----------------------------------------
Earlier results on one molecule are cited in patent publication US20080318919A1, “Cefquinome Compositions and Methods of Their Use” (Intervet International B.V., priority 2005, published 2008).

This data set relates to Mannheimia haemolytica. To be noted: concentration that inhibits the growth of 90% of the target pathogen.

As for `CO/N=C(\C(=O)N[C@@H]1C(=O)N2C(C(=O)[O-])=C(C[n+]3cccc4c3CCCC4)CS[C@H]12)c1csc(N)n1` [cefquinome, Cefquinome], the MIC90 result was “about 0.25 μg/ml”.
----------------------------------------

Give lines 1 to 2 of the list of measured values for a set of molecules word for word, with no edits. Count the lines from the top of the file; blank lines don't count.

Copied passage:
Earlier results on one molecule are cited in patent publication US20080318919A1, “Cefquinome Compositions and Methods of Their Use” (Intervet International B.V., priority 2005, published 2008).

This data set relates to Mannheimia haemolytica. To be noted: concentration that inhibits the growth of 90% of the target pathogen.